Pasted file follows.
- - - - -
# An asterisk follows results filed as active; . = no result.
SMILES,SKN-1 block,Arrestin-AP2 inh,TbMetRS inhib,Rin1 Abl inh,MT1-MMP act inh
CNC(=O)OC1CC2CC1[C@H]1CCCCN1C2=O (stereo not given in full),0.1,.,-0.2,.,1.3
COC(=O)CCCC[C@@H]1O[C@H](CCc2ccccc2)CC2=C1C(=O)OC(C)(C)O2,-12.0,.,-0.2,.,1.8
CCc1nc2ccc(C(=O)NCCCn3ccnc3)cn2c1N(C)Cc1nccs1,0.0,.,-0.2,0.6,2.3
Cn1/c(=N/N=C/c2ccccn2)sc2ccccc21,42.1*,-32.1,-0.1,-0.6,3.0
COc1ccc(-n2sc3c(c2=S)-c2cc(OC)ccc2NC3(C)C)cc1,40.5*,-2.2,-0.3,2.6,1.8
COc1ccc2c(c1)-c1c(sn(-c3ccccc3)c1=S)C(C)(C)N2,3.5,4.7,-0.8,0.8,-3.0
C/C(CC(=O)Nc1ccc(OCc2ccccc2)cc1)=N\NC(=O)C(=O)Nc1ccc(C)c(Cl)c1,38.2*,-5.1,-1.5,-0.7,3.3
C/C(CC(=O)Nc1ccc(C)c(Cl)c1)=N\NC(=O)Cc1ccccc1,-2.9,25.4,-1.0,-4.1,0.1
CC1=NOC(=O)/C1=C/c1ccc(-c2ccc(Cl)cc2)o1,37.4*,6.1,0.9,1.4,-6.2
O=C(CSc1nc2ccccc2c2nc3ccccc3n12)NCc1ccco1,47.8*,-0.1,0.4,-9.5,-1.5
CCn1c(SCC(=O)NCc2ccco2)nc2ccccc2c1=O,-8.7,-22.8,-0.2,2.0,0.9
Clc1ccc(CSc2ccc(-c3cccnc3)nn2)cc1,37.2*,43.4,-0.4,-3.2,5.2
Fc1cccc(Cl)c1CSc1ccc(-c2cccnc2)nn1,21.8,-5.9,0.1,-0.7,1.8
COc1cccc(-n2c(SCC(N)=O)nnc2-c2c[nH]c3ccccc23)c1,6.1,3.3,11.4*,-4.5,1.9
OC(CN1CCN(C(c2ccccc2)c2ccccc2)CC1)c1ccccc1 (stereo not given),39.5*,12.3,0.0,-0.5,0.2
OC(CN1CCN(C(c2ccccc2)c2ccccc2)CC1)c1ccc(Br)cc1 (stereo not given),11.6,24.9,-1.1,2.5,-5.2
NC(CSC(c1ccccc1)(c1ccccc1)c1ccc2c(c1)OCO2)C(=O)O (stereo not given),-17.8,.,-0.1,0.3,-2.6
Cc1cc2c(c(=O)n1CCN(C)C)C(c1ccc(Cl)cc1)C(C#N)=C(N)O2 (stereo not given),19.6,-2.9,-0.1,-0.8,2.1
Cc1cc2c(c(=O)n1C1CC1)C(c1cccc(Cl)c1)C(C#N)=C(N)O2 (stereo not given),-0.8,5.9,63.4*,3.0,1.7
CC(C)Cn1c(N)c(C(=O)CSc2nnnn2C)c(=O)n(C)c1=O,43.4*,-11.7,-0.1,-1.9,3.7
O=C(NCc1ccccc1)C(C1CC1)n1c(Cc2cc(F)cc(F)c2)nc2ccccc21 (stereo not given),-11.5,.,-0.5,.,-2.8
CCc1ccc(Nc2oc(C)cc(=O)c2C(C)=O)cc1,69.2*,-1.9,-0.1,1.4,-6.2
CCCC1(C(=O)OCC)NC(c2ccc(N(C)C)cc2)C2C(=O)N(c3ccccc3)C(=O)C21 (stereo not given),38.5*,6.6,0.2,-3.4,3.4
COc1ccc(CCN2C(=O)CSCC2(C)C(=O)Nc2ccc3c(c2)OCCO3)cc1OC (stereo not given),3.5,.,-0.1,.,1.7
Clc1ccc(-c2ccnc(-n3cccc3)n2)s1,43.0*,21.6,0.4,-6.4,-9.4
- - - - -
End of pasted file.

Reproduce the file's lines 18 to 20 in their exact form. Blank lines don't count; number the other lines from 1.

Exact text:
OC(CN1CCN(C(c2ccccc2)c2ccccc2)CC1)c1ccc(Br)cc1 (stereo not given),11.6,24.9,-1.1,2.5,-5.2
NC(CSC(c1ccccc1)(c1ccccc1)c1ccc2c(c1)OCO2)C(=O)O (stereo not given),-17.8,.,-0.1,0.3,-2.6
Cc1cc2c(c(=O)n1CCN(C)C)C(c1ccc(Cl)cc1)C(C#N)=C(N)O2 (stereo not given),19.6,-2.9,-0.1,-0.8,2.1